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Season 1923-24 began with Dundee Hibernian but ended with the Club playing under the new name of Dundee United. At the start of that season, the Directors also decided on a change of colours to black and white. These changes took place in an attempt to give the Club a wider appeal. Initially the preferred new name was Dundee City but local rivals Dundee FC strongly objected to this. After several weeks of discussion, agreement on the name Dundee United was reached and then approved by the football authorities. As Dundee United, the first match played was against Dumbarton on 27th October 1923.
The Club then entered a period of relative prosperity with former international goalkeeper Jimmy Brownlie as the Player/Manager. Within two years of taking charge, he steered United to the Second Division title in 1924-25, to bring First Division football to Tannadice for the first time. However, United were not well enough equipped for top-flight football and were relegated two years later. Brownlie then spent another two seasons rebuilding the side and topped the Second Division again in 1928-29. The stay in the First Division on this second occasion lasted just one year but within a season, they won promotion yet again. Surprisingly, the Club and Manager parted company immediately after promotion was achieved. Yet again it was a brief flirtation in the top division and United dropped straight back down again at the end of 1931-32.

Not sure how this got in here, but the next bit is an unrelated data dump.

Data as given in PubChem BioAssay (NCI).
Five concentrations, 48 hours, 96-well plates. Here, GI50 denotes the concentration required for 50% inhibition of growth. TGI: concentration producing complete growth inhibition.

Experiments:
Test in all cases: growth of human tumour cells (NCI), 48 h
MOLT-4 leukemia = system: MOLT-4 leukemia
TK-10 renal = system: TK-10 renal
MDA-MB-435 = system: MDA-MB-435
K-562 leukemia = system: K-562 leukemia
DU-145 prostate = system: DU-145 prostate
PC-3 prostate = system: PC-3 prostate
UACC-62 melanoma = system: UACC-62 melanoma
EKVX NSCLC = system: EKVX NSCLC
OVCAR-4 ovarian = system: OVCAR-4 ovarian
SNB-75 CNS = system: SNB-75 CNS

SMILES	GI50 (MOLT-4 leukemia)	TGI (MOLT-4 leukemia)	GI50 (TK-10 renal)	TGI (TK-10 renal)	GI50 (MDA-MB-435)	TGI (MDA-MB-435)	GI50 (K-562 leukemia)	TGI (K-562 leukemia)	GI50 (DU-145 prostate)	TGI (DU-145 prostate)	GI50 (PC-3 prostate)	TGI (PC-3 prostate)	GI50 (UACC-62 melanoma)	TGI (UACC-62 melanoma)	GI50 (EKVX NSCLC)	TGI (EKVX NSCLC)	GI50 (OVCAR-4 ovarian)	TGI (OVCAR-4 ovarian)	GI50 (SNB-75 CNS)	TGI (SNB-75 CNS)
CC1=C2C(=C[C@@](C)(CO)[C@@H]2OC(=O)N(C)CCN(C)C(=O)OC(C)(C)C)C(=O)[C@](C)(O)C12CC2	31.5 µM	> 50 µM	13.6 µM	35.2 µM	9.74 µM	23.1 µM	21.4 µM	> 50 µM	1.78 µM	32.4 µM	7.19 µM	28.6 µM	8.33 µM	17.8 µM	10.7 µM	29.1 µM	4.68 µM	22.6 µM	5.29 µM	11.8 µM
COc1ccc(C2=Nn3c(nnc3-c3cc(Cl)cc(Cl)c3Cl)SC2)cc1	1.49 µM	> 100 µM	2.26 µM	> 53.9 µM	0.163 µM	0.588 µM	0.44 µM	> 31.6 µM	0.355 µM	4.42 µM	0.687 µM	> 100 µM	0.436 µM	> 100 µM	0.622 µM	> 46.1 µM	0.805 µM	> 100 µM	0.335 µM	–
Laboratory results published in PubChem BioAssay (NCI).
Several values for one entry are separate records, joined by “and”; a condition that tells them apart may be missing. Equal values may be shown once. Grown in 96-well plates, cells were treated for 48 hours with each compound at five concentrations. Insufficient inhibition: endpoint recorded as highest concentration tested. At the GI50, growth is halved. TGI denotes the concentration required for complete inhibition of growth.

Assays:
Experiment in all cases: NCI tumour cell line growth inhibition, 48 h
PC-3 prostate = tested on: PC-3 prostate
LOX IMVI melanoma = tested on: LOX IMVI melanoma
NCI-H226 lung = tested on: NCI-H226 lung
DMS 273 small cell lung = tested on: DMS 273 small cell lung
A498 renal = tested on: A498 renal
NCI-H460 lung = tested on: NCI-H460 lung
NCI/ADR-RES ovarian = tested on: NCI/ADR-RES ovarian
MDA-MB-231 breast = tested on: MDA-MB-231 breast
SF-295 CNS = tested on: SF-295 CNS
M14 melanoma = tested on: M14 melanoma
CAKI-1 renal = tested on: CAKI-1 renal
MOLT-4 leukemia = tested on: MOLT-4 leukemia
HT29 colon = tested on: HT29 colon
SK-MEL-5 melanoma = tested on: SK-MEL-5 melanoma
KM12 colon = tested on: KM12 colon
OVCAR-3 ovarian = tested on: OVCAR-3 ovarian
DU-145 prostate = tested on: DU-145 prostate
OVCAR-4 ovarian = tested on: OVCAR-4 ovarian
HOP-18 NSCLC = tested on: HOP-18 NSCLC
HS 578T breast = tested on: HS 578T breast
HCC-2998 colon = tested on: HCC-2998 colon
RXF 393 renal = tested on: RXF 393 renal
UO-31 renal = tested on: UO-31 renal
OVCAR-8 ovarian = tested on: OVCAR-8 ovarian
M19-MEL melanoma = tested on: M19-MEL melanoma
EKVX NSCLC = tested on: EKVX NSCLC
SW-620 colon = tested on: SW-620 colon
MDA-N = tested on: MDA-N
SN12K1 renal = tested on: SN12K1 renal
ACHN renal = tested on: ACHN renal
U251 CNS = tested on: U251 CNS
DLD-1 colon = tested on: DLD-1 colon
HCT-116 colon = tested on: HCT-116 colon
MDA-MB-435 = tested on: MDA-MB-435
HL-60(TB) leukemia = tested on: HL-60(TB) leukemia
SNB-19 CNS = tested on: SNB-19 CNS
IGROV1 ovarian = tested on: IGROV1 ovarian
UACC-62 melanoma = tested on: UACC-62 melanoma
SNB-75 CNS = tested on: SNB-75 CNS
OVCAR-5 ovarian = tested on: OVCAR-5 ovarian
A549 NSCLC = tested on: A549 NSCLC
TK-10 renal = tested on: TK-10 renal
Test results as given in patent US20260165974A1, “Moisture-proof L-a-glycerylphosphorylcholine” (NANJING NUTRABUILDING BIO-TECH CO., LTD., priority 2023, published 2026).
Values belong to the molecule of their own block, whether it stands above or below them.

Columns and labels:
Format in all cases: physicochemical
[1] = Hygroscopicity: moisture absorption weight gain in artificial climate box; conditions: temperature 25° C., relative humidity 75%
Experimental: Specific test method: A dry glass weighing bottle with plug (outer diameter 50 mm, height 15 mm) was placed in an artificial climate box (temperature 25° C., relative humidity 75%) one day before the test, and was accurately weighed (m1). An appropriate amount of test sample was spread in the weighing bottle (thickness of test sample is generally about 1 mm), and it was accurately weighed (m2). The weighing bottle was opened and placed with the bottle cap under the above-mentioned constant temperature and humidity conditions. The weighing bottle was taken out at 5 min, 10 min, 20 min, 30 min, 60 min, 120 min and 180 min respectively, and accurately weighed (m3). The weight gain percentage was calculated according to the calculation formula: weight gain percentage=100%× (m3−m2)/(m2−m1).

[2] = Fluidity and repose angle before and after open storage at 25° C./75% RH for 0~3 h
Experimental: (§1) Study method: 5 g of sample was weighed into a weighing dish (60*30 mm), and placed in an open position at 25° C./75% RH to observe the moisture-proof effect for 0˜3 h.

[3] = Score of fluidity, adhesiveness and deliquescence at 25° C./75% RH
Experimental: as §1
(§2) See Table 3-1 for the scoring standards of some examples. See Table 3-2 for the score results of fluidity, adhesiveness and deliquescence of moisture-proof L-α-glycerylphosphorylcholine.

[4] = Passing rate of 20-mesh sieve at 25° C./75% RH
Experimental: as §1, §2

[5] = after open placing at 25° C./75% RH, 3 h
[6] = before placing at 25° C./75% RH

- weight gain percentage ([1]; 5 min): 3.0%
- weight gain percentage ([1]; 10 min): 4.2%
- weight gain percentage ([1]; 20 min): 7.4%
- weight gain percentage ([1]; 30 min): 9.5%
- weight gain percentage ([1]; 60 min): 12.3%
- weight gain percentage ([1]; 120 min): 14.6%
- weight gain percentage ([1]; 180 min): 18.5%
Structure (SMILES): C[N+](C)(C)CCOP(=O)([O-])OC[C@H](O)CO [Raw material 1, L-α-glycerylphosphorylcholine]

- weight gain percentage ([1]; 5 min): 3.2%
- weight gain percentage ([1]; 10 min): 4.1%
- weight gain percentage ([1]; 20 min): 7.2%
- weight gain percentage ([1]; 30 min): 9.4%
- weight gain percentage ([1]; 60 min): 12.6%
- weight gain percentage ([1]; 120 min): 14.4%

For the next few years, Dundee United struggled both on and off the pitch. They came close to the top of the table in 1934-35 but for most of the 1930s, they were found battling in the lower reaches of the league. The country as a whole was in the grip of a recession and several Scottish football clubs went to the wall. Dundee United were almost one of them. In the latter stages of 1933-34, the Club were on the verge of extinction but were saved at the eleventh hour by local businessmen William McIntosh and George Greig. Jimmy Brownlie then returned to take charge of the team again and for a brief time the future looked good.
However, within two years, the Club experienced severe financial difficulties and George Greig stepped in yet again to save the Club. Strict fiscal controls were instigated and he dispensed with the services of Brownlie to manage the club himself. Dundee United survived – but only just. Greig stepped down at the end of 1937-38 and a new Board of Directors took over for the new season. One of their first actions was to bring Jimmy Brownlie back for a third term as Manager, this time jointly with Sam Irving. They saw the Club through 1938-39 and a new team was being built to mount an assault on the championship when football came to an abrupt halt with the outbreak of the Second World War.
The Scottish Leagues were again abandoned and the football authorities re-organised the leagues with Dundee United taking part in the Eastern Regional League in 1939-40. That season also brought a fantastic run for United in the Emergency War Cup. Going all the way to the final at Hampden Park, United played Rangers and were unlucky to lose by a single goal. Indeed many observers were of the opinion that United were the better side. The outcome might have been different if an apparently good United goal in the first half had not been ruled offside.
There were no senior leagues on the east coast in 1940-41. Dundee United did not compete that season and instead, United Juniors was created to play in the junior leagues in which they remained until 1944. Dundee United were back in business again in 1941-42 as one of the teams in the newly created North Eastern League, which lasted until the war ended. On VE Day 1945, United played Dundee in a Forfarshire Cup tie at Tannadice in a party atmosphere. The Club and supporters were full of optimism as a new era dawned.